Many women find relief from short-term menopause-related changes with non-prescription remedies, such as estrogen-containing foods (soy products, whole-grain cereal, seeds, certain fruits and vegetables) and creams, certain herbs such as black cohosh, and vitamin E and vitamin B complexes. Researchers are studying the safety and efficacy of these therapies. Local non-hormonal therapy is available for vaginal dryness and urinary bladder conditions.

Pap Test Guidelines Revised
The American Cancer Society has revised its guidelines on Pap tests, recommending for the first time that women at low risk for cervical cancer don't need them.

The revisions are designed to spare women from unnecessary, invasive medical procedures.

The new guidelines say testing isn't needed for young women who are not sexually active; women 70 or older who have had normal Pap tests in the past; and women who have had hysterectomies for non-cancer-related reasons. They also recommend that sexually active women begin getting Pap tests within three years of the start of sexual activity, but no later than age 21.

The problem with Pap tests, according to the experts who wrote the new guidelines, is that they detect non-cancerous lesions, causing doctors to perform additional tests that needlessly worry patients, cost money and sometimes have harmful effects, such as reduced fertility.

Risk Factor for Gynecologic Cancers
A big risk factor associated with gynecologic cancers is not bearing children.

RU 486
After years of waiting, the Food and Drug Administration (FDA) has finally approved the abortion pill - aka mifepristone (or RU 486) and within the month, doctors may be able to prescribe the drug to women in their first seven weeks of pregnancy. But getting RU 486 won't be as easy as, say, getting your Rx for allergy pills filled. The FDA has ruled that each prescription must be accompanied by an RU 486 brochure. Also, physicians who prescribe it must be able to perform a surgical abortion or make prior arrangements with a doctor who can in case the mifepristone regimen fails, as it does in about 5% of cases. Treatment with the drug (sold as Mifeprex) involves three doctor visits. Here's the breakdown:

Step 1: The patient takes three mifepristone tablets, which block the action of progesterone, the hormone that prepares the uterus for pregnancy.

Step 2: Two days later, the patient takes another drug to start the uterine contractions that will expel the fertilized egg. (Pain, bleeding and discomfort are possible side effects.)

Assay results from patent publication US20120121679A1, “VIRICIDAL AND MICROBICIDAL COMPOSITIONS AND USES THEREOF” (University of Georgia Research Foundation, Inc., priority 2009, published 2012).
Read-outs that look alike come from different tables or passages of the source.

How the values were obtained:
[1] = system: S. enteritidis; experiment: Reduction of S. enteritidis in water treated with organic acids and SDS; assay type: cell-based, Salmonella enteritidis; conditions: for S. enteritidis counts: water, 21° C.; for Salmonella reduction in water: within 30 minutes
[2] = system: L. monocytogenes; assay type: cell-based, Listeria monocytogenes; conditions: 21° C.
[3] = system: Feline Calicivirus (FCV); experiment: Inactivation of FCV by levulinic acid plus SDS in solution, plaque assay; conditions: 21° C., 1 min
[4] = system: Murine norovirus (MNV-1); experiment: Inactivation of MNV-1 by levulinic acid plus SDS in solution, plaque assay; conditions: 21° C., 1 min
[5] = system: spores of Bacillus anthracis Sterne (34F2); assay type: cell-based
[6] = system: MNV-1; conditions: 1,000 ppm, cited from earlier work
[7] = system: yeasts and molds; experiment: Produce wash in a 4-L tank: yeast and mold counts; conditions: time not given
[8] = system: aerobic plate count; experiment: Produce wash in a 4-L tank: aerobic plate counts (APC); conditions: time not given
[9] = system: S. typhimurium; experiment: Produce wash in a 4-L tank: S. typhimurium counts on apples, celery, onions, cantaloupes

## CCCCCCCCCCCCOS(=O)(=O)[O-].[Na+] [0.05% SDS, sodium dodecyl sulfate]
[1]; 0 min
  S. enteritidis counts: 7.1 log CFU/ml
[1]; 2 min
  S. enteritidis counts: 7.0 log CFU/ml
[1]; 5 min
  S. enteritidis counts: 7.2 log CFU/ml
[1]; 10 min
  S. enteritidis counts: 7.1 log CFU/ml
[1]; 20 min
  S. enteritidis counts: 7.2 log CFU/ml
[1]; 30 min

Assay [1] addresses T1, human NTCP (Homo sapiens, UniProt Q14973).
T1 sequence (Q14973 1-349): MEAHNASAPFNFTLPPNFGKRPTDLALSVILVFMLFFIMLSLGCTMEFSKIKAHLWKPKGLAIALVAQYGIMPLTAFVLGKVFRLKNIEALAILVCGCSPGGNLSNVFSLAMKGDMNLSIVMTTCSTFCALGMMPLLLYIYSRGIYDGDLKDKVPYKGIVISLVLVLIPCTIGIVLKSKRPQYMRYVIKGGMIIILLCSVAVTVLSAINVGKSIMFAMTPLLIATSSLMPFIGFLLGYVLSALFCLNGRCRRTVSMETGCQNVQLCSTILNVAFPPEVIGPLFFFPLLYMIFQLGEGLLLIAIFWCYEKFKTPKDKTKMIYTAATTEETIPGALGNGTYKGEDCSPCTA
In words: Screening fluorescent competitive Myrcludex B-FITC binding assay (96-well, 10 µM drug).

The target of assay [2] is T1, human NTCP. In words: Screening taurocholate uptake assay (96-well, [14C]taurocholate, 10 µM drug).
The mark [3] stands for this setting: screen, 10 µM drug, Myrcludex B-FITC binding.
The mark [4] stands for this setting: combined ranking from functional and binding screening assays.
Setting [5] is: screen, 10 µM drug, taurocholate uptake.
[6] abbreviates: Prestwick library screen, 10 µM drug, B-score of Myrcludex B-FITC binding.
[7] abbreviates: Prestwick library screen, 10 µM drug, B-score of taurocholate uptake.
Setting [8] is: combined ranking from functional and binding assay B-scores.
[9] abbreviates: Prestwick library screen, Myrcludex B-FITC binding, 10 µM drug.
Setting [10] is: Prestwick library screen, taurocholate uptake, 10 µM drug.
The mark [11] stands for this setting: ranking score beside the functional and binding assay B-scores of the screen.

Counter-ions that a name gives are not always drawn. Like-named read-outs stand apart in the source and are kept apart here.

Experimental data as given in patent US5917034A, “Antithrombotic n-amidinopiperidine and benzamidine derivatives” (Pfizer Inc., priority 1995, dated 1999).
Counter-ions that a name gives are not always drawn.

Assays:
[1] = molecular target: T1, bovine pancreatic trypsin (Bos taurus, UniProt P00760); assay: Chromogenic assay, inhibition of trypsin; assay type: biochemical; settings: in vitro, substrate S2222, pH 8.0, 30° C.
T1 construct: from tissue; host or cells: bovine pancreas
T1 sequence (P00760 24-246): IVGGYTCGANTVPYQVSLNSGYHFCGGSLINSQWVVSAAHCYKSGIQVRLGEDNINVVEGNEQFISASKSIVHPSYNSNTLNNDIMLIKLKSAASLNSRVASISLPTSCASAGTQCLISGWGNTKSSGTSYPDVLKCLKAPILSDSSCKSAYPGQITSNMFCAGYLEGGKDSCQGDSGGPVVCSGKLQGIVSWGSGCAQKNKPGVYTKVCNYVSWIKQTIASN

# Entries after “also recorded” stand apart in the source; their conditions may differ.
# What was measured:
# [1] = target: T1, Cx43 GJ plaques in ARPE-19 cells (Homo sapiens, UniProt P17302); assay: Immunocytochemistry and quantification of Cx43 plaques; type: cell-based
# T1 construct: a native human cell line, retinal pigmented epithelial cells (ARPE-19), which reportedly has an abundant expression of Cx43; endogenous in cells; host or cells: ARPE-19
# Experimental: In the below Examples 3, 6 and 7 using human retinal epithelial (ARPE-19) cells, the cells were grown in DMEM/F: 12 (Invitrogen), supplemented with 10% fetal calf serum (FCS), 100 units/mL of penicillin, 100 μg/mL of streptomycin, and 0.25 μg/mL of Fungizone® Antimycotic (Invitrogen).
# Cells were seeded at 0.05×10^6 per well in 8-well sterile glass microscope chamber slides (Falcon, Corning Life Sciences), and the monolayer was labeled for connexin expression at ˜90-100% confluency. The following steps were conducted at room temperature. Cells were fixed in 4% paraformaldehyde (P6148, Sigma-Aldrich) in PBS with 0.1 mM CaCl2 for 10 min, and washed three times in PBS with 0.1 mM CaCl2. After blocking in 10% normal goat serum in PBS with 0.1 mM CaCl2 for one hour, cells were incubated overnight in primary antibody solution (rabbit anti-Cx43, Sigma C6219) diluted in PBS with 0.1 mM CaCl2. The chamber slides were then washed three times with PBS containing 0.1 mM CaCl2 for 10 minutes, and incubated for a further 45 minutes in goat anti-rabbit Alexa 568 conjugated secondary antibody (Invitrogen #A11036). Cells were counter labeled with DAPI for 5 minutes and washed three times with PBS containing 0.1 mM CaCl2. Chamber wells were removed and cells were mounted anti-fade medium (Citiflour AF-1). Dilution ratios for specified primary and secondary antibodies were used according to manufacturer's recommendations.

Step 3: The patient has a follow-up visit with her doctor two weeks later to confirm the abortion is complete.

STD and Cancer
Get out your condoms: Doctors have recently linked chlamydia, a very common STD, to an increased risk of developing cervical cancer. While human papillomavirus (HPV) has long been recognized as the leading cause of this cancer -- which currently strikes 13,000 women a year -- the role played by chlamydia was less clear. Chlamydia is the most prevalent bacterial STD, with 4 million to 8 million new cases diagnosed each year. Unlike HPV, it can be treated with antibiotics, but since the infection often produces no symptoms, many women carry the disease without knowing it. This finding gives doctors new reason to screen women for chlamydia as part of their annual gynecological checkups.

STD Complications
Some STDs can spread into the uterus (womb) and Fallopian tubes to cause pelvic inflammatory disease (PID), which in turn is a major cause of both infertility and ectopic (tubal) pregnancy. The latter can be fatal.
STDs in women also may be associated with cervical cancer. One STD, human papillomavirus infection (HPV), causes genital warts and cervical and other genital cancers.
STDs can be passed from a mother to her baby before, during, or immediately after birth; some of these infections of the newborn can be cured easily, but others may cause a baby to be permanently disabled or even die.

Tampons and STD Diagnosis
STD (Sexually Transmitted Disease) testing just got easier and a lot less embarrassing. South African researchers have begun using tampons to diagnose the sexually transmitted disease trichomoniasis, which causes itching and vaginal discharge and can increase a woman's chances of having a premature or low birth weight baby. Some 1,000 women inserted an ordinary tampon for 15 minutes. The tampons were then stored in a saline solution and transported to a lab where they were tested. The tampon test was highly effective at not only detecting trich, but chlamydia and gonorrhea as well.


Alternate Breast Massage
Alternate breast massage will not only increase your milk supply, but it will also produce milk that is fattier and higher in calories. You do alternate breast massage almost the exact way you do your monthly breast self-exam. While breastfeeding (after your baby has stopped sucking vigorously) or pumping take two fingers and starting at your armpit and going around your breast, gently massage in a circular motion.